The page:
The wastage rates (Note 1) of teachers in local non-profit-making KGs in each of the past three school years (i.e. 2014/15, 2015/16 and 2016/17 (Note 2)) were generally steady at 8.5%, 7.7% and 9.8% respectively.
According to the information provided by KGs, common reasons for the KG teachers leaving the sector include marriage, child caring, taking up employment outside the profession, retirement, further studies, illness and migration, etc.
For retaining and attracting quality teachers and maintaining a stable teaching force for providing quality KG education, a career ladder and competitive remuneration for teachers are conducive factors. Under the Scheme, a three-level teaching staff structure with principal, senior teachers and class teachers is considered appropriate for a KG. For some KGs, a vice-principal may be needed to assist the principal in overseeing the school administration, curriculum development and operation matters. On teachers’ salary, EDB provides a salary range for each teaching position for KGs to remunerate their teachers within the range.
Taking the salary of basic rank teachers as an example, in the 2017/18 school year, the salary will range between $20,770 and $36,930, which is a significant increase over the median salary (about $20,000) of teachers under the Pre-primary Education Voucher Scheme in the 2015/16 school year. We expect that KG teachers’ salary will be further raised under the Scheme.
As regards a mandatory salary scale for KG teachers, salary-related practices under the funding mode of aided schools could not be applied to KGs in isolation. In the aided sector, the funding mode is tied with several inter-connected components, such as EDB’s annual approval for the number of operating classes which in turn determines the staff establishment, and is subject to a basket of control measures under the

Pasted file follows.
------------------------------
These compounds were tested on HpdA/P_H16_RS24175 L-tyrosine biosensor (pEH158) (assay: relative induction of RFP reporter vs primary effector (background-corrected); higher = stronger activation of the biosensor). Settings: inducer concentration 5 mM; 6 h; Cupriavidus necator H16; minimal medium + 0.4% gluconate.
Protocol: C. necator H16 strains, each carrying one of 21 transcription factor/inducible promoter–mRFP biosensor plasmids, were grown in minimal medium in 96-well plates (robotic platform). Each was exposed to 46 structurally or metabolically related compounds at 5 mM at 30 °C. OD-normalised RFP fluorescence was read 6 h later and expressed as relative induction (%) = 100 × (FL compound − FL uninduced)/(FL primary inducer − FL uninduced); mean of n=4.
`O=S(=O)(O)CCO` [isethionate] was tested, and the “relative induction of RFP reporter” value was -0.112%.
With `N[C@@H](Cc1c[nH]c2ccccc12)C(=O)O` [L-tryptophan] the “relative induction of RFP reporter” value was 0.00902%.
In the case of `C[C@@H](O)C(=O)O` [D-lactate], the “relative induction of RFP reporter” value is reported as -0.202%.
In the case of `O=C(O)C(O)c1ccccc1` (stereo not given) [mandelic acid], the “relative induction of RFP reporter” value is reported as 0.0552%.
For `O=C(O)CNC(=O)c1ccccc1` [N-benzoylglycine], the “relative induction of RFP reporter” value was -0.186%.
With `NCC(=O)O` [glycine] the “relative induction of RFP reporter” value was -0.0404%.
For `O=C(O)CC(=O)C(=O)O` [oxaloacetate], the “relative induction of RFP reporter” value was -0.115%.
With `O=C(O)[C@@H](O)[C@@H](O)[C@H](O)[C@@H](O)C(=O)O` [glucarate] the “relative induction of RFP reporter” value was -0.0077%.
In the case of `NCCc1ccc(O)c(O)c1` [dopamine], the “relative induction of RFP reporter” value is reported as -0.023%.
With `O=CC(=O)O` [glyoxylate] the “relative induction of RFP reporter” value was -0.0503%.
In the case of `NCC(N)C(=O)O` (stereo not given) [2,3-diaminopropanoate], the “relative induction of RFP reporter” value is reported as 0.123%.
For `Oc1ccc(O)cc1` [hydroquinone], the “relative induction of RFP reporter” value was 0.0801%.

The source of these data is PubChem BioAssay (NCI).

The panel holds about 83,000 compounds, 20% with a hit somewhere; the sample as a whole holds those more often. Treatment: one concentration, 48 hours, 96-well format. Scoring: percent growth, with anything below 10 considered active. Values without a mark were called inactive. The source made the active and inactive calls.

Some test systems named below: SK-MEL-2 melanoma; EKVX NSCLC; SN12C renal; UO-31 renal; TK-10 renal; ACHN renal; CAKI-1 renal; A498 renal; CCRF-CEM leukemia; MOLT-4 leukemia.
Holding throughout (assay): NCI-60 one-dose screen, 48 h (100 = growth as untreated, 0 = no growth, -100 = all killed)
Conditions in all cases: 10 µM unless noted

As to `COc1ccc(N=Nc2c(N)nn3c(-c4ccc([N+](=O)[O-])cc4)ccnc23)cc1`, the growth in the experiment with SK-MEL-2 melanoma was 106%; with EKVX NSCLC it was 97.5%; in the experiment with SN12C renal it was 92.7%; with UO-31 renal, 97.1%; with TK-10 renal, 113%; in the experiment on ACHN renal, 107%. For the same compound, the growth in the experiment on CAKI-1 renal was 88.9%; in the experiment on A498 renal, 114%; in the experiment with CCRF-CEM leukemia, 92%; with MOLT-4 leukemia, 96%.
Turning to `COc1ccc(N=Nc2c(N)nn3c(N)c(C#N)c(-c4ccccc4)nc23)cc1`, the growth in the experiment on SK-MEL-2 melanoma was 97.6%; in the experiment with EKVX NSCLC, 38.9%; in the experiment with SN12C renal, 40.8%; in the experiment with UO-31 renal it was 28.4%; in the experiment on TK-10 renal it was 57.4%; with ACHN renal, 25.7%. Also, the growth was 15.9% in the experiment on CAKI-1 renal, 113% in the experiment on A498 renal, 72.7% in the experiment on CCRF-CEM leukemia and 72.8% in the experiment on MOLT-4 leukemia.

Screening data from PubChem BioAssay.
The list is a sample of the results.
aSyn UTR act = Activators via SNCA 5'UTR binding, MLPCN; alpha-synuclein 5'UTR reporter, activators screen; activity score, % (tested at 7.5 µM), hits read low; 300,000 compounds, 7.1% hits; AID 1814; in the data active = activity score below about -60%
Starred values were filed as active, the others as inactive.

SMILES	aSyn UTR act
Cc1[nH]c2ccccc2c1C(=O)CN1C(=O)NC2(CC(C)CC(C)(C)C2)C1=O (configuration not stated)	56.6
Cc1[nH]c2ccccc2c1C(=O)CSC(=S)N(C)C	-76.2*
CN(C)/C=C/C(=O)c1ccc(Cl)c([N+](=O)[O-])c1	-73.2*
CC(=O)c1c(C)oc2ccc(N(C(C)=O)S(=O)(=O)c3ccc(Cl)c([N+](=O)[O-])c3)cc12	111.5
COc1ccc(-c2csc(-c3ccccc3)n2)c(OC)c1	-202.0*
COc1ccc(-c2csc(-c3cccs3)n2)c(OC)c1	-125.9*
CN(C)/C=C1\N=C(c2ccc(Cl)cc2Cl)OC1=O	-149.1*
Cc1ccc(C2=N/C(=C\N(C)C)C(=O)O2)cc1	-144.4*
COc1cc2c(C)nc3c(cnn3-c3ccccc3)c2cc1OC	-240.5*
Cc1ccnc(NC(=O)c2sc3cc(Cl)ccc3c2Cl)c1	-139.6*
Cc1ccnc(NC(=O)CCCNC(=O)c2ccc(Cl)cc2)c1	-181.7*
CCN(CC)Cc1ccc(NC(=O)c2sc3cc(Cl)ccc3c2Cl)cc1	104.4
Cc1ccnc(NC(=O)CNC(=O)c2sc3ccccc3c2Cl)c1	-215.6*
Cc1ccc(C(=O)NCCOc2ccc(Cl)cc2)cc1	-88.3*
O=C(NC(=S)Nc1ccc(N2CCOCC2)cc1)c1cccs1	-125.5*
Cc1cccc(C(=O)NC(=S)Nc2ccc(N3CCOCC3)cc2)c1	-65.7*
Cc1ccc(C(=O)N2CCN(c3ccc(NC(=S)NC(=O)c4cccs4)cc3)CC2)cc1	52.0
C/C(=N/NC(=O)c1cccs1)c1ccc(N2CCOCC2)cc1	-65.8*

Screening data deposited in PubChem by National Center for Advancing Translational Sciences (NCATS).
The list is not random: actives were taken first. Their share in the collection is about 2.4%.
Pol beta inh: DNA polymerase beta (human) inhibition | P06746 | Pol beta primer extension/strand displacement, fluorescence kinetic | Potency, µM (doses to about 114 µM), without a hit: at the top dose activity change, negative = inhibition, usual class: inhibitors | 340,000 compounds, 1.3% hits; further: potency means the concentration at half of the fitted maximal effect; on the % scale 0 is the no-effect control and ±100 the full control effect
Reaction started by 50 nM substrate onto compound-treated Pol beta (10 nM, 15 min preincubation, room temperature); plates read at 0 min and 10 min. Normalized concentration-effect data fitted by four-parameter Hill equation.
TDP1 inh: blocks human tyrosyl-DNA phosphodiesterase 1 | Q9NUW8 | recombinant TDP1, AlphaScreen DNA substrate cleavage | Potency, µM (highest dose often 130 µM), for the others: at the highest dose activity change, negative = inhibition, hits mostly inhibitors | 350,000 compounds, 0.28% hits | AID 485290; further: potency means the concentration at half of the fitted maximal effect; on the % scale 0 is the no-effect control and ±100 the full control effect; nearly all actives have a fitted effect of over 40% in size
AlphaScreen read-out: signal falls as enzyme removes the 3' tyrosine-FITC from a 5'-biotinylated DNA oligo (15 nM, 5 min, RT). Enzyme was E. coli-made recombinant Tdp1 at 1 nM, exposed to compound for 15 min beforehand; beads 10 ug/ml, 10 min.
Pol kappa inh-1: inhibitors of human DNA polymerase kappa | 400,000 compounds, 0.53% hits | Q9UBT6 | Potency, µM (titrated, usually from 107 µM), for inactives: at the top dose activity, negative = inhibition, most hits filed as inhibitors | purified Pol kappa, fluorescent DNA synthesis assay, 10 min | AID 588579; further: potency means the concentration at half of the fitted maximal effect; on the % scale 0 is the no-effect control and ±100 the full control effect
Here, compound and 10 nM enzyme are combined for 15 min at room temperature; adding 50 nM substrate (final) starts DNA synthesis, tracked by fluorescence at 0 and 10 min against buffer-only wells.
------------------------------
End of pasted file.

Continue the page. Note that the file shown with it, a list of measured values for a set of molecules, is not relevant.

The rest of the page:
Session 21 EDB - page 9 Government’s prudent and balanced planning of school places operated through school place allocation systems. If the aided school funding mode is adopted in the KG sector, it may result in packing of classes and teacher redundancy in KGs in times of enrolment drop. Besides, KGs would become less flexible in operating HD and WD classes to meet the needs of parents.
As compared to a mandatory salary scale in which teacher salary is determined solely in accordance with seniority, it is appropriate and fit to provide KGs with salary ranges which could ensure competitiveness while at the same time allow flexibility for the KG management to decide on their staff remuneration, taking into account their qualifications, teaching experience, performance, additional duties, training received and special skills possessed, etc. In light of the above, we have no plans to provide a mandatory salary scale for KG teachers at this stage. We will continue to listen to views of various stakeholders.